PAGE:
The rocker, paired with the lateral beveled heel will especially help heel strikers with a speedy transition through the foot strike and back off of the ground.
I read a lot of reviews of the Boston 10, and apparently, many long time Adizero Boston shoes were not happy with them. Apparently versions 1-9 were a more lightweight, marathon racing shoe, while version 10 was a complete overhaul into the maximal, beefy shoe we see the Boston as today. Many complained that the Boston 10’s were too stiff, and never really able to be “broken in” over many miles.
To be completely transparent, I’ve yet to put in a single double-digit run in these shoes (and likely won’t, as I’ve found my body is happiest sticking in the 3-6mm drop range for long runs) so I cannot speak to the comfort after more than an hour.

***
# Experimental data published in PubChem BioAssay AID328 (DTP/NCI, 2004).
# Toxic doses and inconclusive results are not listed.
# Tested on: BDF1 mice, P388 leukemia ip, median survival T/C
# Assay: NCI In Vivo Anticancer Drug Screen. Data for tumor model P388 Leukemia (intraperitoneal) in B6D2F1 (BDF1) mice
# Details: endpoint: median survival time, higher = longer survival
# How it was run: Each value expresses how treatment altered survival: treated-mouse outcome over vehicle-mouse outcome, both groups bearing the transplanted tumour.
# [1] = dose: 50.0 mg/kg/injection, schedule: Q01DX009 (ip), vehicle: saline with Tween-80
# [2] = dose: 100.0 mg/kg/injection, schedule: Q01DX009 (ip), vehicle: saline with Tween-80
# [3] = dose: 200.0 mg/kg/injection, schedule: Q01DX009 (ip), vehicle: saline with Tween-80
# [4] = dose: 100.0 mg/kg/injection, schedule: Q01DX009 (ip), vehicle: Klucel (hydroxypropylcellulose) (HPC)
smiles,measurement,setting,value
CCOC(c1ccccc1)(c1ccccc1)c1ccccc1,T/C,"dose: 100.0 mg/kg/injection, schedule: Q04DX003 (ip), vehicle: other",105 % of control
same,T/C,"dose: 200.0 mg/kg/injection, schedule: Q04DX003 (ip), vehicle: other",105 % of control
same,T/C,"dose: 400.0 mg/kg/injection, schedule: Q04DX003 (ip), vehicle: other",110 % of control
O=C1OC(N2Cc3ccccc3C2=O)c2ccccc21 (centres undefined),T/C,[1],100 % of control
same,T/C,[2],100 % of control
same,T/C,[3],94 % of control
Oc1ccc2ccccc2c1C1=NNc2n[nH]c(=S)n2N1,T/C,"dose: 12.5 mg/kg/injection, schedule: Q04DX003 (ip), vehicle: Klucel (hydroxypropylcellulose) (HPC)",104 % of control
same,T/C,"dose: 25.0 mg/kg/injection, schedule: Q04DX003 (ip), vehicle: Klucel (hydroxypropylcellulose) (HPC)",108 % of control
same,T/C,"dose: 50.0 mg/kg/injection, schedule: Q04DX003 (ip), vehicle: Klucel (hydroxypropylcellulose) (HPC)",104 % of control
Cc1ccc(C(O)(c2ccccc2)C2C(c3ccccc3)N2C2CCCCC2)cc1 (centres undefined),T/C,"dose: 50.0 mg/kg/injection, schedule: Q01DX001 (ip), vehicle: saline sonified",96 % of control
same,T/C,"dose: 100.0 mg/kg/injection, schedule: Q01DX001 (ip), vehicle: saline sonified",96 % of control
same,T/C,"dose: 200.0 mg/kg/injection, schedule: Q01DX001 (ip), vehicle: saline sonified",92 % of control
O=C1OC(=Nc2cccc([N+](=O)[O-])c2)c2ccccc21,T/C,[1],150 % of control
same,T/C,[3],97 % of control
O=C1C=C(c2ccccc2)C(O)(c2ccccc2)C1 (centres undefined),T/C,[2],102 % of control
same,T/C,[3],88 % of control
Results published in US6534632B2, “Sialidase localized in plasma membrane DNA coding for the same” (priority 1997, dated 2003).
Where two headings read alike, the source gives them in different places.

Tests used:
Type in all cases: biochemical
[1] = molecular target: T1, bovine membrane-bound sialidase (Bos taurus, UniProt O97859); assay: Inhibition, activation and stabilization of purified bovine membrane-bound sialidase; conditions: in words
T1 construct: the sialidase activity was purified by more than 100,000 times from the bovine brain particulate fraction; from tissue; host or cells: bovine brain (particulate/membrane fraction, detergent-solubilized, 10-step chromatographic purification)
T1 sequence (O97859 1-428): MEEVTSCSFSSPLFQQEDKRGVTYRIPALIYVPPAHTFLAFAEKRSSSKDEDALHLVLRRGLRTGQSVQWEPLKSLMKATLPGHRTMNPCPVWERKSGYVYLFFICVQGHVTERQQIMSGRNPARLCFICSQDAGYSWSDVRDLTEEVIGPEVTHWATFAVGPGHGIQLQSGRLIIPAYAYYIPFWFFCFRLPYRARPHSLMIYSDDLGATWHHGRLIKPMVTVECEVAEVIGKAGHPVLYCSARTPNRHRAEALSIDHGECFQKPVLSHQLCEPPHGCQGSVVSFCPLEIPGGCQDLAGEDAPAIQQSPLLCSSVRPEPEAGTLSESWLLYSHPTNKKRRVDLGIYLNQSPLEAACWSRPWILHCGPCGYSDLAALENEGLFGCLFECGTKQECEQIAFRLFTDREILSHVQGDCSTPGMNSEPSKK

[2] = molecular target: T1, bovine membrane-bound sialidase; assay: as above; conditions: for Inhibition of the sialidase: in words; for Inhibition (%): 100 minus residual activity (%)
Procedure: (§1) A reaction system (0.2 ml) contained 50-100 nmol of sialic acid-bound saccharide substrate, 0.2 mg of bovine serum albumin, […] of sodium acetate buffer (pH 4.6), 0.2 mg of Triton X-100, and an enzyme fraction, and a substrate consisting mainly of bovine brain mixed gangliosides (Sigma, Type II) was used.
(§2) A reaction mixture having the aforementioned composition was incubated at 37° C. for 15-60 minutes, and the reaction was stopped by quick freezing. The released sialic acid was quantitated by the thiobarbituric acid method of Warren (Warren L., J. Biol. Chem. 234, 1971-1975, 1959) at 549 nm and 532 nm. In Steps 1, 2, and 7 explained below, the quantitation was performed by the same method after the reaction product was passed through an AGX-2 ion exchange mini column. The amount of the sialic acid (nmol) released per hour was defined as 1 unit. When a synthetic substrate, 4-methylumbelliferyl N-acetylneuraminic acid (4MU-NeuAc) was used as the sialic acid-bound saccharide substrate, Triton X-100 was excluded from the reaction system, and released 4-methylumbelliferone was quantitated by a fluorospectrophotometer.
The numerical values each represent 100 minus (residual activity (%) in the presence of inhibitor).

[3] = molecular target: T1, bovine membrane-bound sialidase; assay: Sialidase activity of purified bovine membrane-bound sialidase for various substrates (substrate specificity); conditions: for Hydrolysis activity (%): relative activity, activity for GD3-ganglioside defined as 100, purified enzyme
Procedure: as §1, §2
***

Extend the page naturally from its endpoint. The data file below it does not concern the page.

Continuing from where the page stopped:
But for the miles that I have covered, my opinion is that the Boston 11 isn’t uncomfortably stiff. That said, it is certainly not super flexible, either.
It’s July. I live in Coastal South Carolina. It’s approximately 1,000 degrees with a dew point of 5 million. I can honestly say that the Adizero Boston 11 is plenty breathable.
The durability of this shoe is still to be determined. Admittedly, I’ve put a whopping 10 miles on these shoes over three runs in the last few days (hey, I’m taking an ultra running sabbatical and exploring the world of multiport – not triathlon, the other one.)
That said, I will update this post later this month when I’ve had the chance to log another few dozen miles on the shoe.